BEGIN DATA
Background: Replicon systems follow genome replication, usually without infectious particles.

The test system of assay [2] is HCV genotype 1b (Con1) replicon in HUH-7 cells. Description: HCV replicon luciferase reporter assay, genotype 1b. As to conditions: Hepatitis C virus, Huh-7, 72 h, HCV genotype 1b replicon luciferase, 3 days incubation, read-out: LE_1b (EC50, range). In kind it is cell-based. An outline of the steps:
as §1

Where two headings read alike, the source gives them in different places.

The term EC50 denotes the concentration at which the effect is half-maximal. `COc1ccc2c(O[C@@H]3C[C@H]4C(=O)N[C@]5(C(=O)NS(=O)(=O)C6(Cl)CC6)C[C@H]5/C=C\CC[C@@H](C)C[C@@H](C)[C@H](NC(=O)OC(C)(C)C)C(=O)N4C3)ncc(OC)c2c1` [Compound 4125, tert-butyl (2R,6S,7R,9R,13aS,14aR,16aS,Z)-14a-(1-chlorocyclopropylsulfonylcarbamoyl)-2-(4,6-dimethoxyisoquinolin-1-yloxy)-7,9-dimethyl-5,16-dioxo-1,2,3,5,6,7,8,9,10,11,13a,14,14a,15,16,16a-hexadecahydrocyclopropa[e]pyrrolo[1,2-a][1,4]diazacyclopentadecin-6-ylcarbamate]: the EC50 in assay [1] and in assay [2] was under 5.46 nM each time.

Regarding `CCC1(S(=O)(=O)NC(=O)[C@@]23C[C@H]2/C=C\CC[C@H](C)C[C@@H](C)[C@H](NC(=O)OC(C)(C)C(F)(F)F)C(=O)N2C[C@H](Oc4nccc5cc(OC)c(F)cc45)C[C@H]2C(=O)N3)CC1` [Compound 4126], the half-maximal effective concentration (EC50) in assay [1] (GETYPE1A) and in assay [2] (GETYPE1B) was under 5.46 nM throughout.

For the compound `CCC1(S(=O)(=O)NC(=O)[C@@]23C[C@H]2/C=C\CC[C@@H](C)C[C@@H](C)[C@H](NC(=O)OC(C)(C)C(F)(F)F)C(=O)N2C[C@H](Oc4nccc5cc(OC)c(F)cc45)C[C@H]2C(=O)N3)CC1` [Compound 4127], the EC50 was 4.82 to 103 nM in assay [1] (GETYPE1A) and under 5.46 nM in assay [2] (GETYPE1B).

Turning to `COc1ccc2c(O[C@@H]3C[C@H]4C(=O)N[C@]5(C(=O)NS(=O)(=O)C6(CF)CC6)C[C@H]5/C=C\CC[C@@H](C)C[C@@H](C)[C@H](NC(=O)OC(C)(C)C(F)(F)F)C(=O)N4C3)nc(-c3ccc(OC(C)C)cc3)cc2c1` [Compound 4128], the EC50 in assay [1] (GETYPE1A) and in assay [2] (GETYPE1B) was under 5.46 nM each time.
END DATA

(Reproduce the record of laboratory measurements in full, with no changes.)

Background: Replicon systems follow genome replication, usually without infectious particles.

The test system of assay [2] is HCV genotype 1b (Con1) replicon in HUH-7 cells. Description: HCV replicon luciferase reporter assay, genotype 1b. As to conditions: Hepatitis C virus, Huh-7, 72 h, HCV genotype 1b replicon luciferase, 3 days incubation, read-out: LE_1b (EC50, range). In kind it is cell-based. An outline of the steps:
as §1

Where two headings read alike, the source gives them in different places.

The term EC50 denotes the concentration at which the effect is half-maximal. `COc1ccc2c(O[C@@H]3C[C@H]4C(=O)N[C@]5(C(=O)NS(=O)(=O)C6(Cl)CC6)C[C@H]5/C=C\CC[C@@H](C)C[C@@H](C)[C@H](NC(=O)OC(C)(C)C)C(=O)N4C3)ncc(OC)c2c1` [Compound 4125, tert-butyl (2R,6S,7R,9R,13aS,14aR,16aS,Z)-14a-(1-chlorocyclopropylsulfonylcarbamoyl)-2-(4,6-dimethoxyisoquinolin-1-yloxy)-7,9-dimethyl-5,16-dioxo-1,2,3,5,6,7,8,9,10,11,13a,14,14a,15,16,16a-hexadecahydrocyclopropa[e]pyrrolo[1,2-a][1,4]diazacyclopentadecin-6-ylcarbamate]: the EC50 in assay [1] and in assay [2] was under 5.46 nM each time.

Regarding `CCC1(S(=O)(=O)NC(=O)[C@@]23C[C@H]2/C=C\CC[C@H](C)C[C@@H](C)[C@H](NC(=O)OC(C)(C)C(F)(F)F)C(=O)N2C[C@H](Oc4nccc5cc(OC)c(F)cc45)C[C@H]2C(=O)N3)CC1` [Compound 4126], the half-maximal effective concentration (EC50) in assay [1] (GETYPE1A) and in assay [2] (GETYPE1B) was under 5.46 nM throughout.

For the compound `CCC1(S(=O)(=O)NC(=O)[C@@]23C[C@H]2/C=C\CC[C@@H](C)C[C@@H](C)[C@H](NC(=O)OC(C)(C)C(F)(F)F)C(=O)N2C[C@H](Oc4nccc5cc(OC)c(F)cc45)C[C@H]2C(=O)N3)CC1` [Compound 4127], the EC50 was 4.82 to 103 nM in assay [1] (GETYPE1A) and under 5.46 nM in assay [2] (GETYPE1B).

Turning to `COc1ccc2c(O[C@@H]3C[C@H]4C(=O)N[C@]5(C(=O)NS(=O)(=O)C6(CF)CC6)C[C@H]5/C=C\CC[C@@H](C)C[C@@H](C)[C@H](NC(=O)OC(C)(C)C(F)(F)F)C(=O)N4C3)nc(-c3ccc(OC(C)C)cc3)cc2c1` [Compound 4128], the EC50 in assay [1] (GETYPE1A) and in assay [2] (GETYPE1B) was under 5.46 nM each time.